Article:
By Revelly Robinson.
The retelling of a story that shows why its never too late to remember history. If there was ever a more resounding endorsement for a show it would be its ability to render a Minister speechless. And that’s exactly what happened on the opening night of Black Diggers at the Canberra Playhouse on Wednesday, 25 March.
As Senator the Hon. Michael Ronaldson, Minister for Veterans’ Affairs, ruminated after the show; for a performance as powerful as Black Diggers, there are no appropriate words. Reflection is the only suitable response.
Black Diggers weaves the overlooked experiences of Aboriginal servicemen in the First World War with the more traditional tale of the ANZACS. As director Wesley Enoch contends, the intention was not to rewrite history but to expose a neglected truth. To this purpose, the narrative is deliberately esoteric, like flashbacks of memories lurching from moment to moment in a collection of disparate vignettes.
The patchwork quilt representation of history, explains writer Tom Wright, bestows a sense of theatrical shellshock on the audience; challenging the watcher to take on the role of the historian in piecing together snippets of each man’s heroic life.
The extent of research that went into the production was certainly vast. When the War Memorial was first contacted by the researchers to exhume records about Aboriginal servicemen, the original figure of enlisted Aboriginal soldiers was believed to be approximately 400. However, as Black Diggers so hilariously exposes with the character calling himself James Cook, many Indigenous diggers adopted false European names to get around the requirements of the Defence Act (which stipulated that a member of the Australian Imperial Forces must be of ‘substantially European descent’). As a result, a more thorough examination of history has revealed that the actual number of Indigenous AIF may actually be in the vicinity of 1300.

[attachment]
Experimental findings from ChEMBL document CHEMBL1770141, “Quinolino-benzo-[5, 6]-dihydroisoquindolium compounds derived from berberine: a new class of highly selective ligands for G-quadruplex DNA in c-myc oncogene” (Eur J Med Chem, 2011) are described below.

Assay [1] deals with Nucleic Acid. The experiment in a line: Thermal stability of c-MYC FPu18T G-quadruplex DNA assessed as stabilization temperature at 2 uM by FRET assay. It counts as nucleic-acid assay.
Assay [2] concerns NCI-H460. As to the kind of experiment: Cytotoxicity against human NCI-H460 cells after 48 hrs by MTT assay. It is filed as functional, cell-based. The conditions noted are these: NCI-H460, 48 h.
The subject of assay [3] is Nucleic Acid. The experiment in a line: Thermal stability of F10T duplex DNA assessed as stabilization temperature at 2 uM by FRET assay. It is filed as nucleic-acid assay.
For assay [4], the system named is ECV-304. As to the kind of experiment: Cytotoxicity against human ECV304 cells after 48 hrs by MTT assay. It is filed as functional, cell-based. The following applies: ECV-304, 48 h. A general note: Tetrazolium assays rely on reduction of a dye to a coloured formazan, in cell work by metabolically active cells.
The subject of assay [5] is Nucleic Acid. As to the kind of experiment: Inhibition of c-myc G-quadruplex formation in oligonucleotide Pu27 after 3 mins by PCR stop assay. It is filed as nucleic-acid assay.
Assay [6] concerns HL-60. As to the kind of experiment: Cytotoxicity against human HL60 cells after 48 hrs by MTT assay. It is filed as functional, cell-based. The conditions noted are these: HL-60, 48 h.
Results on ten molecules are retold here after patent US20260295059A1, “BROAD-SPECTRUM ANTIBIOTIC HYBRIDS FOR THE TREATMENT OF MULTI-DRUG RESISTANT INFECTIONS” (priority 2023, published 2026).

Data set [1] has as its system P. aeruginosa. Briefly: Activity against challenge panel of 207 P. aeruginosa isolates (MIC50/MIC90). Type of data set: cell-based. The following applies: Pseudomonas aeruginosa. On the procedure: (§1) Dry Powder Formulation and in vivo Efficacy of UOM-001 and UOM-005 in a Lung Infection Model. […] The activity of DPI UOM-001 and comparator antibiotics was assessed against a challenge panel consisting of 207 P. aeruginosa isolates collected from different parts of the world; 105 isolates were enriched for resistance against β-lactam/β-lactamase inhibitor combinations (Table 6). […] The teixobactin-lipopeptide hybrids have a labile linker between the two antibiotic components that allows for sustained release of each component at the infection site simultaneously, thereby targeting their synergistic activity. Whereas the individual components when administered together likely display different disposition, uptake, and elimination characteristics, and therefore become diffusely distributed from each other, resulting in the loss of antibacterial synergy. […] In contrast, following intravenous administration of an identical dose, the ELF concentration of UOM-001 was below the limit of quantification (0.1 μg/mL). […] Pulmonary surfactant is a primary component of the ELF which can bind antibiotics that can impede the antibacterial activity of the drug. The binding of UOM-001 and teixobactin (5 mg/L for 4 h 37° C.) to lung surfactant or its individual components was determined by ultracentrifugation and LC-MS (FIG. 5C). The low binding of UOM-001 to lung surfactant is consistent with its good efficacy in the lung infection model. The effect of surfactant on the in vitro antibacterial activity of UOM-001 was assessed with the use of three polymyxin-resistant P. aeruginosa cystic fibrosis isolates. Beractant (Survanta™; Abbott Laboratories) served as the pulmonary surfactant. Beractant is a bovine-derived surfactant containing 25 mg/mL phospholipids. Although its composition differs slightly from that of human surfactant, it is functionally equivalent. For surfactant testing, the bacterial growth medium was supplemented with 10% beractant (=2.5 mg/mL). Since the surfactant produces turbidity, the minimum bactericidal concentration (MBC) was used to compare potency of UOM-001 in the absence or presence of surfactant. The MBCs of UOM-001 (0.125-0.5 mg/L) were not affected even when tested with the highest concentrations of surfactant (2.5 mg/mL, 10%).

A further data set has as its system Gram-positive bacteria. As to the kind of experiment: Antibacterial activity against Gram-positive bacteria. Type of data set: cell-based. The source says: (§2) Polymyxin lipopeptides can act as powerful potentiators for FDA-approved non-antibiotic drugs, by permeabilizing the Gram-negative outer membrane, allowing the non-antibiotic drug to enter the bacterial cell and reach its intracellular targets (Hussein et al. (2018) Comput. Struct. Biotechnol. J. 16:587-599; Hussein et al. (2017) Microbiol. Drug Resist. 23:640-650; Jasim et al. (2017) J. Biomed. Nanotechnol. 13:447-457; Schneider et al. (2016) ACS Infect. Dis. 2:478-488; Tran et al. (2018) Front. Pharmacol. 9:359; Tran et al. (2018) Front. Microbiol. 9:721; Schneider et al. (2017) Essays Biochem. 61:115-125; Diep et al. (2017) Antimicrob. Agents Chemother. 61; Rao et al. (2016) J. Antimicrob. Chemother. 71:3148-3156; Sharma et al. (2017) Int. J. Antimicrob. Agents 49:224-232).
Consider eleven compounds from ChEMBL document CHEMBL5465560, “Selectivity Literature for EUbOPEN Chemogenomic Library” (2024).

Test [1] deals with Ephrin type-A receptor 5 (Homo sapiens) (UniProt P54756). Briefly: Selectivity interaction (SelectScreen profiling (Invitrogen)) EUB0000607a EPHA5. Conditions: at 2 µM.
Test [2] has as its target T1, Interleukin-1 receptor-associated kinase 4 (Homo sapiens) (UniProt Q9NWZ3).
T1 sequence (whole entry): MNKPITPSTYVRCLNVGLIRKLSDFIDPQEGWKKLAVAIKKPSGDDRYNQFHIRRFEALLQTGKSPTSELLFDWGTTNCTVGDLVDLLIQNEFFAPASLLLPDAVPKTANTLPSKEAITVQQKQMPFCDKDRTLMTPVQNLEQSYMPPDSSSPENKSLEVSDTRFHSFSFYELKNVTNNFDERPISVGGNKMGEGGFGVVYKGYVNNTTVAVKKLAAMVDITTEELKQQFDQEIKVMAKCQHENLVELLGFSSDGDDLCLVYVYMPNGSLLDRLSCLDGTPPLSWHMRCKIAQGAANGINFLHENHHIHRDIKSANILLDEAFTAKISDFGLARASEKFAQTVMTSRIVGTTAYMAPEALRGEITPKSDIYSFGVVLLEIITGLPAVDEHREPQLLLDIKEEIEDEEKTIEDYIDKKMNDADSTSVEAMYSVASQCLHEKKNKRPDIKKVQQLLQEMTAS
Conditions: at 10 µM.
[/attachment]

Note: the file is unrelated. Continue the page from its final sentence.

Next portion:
The question of what would compel Aboriginal men to enlist for the forces is intriguingly examined throughout the show. The irony of native Australians signing up to invade foreign lands is cleverly depicted, considering the first scene portrays the brutal murder of a mother and her family. The fact that Aboriginal people were rounded into reserves, deprived citizenship and subjected to indescribable inequality further confounds why so many young men were willing to be involved in a war that was overwhelmingly marketed as a fight for the Empire. However, the marvellous monologue delivered as the address of a returned serviceman explains, war also represented that great equalising opportunity.
Here at last was a chance for men to fight for their country, alongside other countrymen. In the paradoxical world of warfare, where confronting death made everyone just a mere mortal, the escapade of war presented the possibility of change.